Then he says αὐτός (autos), which means "it" - a slight variation of αὐτός (houtos), but again referring to the object being assumed, that is, Jesus' coming fate.

This is followed by the Greek phrase γενηθήτω τὸ θέλημά σου, which is being translated to "Your will be done." While this may be technically correct, it is not a pure translation of the meaning of γενηθήτω τὸ θέλημά σου in this context.

Could this be better translated?

The better translation of this phrase in this context would be:
"I will do Your will"
or better in plain English:
"I will do as You wish" or "I will do what You want."
So as Jesus was coming to terms with his coming fate, he was also resolved that he would be doing whatever God wanted.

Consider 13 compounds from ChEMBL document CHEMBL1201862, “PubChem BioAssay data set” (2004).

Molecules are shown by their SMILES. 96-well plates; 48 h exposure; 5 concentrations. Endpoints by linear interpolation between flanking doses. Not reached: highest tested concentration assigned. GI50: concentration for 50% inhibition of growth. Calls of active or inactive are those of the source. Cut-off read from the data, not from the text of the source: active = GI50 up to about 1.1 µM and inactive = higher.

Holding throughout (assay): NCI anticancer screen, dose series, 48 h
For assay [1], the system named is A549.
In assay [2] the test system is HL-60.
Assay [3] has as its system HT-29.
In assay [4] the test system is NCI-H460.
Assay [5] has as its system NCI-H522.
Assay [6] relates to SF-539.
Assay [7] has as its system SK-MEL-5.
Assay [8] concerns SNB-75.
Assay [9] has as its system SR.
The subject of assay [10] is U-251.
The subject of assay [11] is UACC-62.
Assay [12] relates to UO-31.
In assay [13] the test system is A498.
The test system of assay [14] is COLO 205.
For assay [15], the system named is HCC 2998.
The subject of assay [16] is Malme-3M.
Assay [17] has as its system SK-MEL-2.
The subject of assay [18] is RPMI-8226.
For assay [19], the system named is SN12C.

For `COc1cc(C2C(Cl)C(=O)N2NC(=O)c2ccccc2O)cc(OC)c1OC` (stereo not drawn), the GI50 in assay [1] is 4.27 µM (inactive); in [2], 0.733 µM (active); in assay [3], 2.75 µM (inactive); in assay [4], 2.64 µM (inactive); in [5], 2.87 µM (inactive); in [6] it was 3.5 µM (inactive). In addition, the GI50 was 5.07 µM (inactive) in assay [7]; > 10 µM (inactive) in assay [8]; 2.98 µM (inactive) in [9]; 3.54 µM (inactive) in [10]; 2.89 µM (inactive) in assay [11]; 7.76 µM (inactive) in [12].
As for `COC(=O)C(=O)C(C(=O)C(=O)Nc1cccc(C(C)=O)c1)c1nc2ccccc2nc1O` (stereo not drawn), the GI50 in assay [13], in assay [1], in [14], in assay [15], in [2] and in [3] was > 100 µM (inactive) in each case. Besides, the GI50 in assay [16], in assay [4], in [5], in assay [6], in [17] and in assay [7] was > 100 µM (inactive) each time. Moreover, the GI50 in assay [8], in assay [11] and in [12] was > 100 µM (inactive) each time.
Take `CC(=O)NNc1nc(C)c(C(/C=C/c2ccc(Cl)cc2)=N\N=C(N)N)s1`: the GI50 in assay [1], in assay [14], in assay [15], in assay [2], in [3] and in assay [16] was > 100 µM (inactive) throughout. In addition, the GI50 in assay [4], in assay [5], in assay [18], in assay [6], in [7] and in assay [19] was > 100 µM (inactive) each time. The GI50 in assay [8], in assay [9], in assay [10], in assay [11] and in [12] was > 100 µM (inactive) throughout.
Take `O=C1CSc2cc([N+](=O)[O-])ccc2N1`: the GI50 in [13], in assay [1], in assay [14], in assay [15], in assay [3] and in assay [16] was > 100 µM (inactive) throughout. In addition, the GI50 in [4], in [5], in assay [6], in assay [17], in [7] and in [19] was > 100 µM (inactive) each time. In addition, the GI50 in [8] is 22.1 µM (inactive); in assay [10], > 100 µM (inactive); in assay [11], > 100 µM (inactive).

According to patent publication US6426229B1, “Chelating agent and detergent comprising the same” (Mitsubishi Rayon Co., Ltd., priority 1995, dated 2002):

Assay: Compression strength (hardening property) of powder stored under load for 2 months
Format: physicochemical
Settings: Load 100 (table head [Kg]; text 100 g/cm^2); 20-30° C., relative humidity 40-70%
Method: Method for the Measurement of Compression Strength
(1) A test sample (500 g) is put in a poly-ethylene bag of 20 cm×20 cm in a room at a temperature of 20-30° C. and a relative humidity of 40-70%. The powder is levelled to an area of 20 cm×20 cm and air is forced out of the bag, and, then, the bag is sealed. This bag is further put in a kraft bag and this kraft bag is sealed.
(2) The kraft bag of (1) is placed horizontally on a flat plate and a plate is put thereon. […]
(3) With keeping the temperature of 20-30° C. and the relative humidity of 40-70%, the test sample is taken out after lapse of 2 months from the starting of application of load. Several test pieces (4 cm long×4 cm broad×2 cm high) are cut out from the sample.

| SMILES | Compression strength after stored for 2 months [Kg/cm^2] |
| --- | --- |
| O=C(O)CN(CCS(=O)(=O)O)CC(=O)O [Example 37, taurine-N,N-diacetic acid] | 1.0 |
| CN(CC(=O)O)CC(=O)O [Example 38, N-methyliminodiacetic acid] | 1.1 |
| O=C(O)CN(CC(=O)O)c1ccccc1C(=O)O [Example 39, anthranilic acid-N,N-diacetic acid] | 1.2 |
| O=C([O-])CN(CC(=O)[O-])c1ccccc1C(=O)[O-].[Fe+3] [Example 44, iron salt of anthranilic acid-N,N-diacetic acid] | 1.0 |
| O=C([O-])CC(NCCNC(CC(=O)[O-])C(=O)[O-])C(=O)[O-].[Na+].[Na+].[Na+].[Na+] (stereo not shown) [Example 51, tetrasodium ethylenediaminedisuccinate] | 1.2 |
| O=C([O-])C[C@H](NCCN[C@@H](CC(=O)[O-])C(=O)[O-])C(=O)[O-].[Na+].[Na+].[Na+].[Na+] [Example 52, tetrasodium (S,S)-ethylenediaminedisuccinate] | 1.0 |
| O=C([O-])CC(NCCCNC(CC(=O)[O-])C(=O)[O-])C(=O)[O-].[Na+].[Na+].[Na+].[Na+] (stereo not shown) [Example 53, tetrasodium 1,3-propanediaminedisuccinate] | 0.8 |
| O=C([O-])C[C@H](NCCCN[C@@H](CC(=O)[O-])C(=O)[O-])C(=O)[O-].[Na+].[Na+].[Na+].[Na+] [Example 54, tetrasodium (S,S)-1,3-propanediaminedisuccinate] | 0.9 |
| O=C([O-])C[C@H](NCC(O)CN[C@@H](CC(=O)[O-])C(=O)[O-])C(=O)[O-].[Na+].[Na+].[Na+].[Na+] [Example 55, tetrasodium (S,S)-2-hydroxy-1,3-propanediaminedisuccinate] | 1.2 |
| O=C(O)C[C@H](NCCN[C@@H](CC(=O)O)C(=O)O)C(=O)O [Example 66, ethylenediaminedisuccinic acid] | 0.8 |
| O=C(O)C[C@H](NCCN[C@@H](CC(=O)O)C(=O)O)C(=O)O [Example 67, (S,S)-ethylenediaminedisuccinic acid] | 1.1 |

Thus, the better translation for Jesus' second prayer is:
"My Father, if this cannot come to pass unless I receive it, then I will do Your will."
In plainer English:
"My Father, if my fate is such that this must happen to me, then I will do as You wish."
Why was this issue so important that Jesus had to pray about it? Jesus' two prayers were spoken minutes before he was to be arrested. He knew the Roman guards were coming. How do we know Jesus knew he was to be arrested shortly? He said it to his disciples:
"Look, the hour is near, and the son of man is betrayed into the hands of sinners." (Matthew 26:45)
In other words, this was the last opportunity that Jesus would have to avoid his coming arrest and persecution. As the guards had yet to come, Jesus could have very easily slipped away into the woods and escaped arrest, torture, and execution.

Was Jesus torn?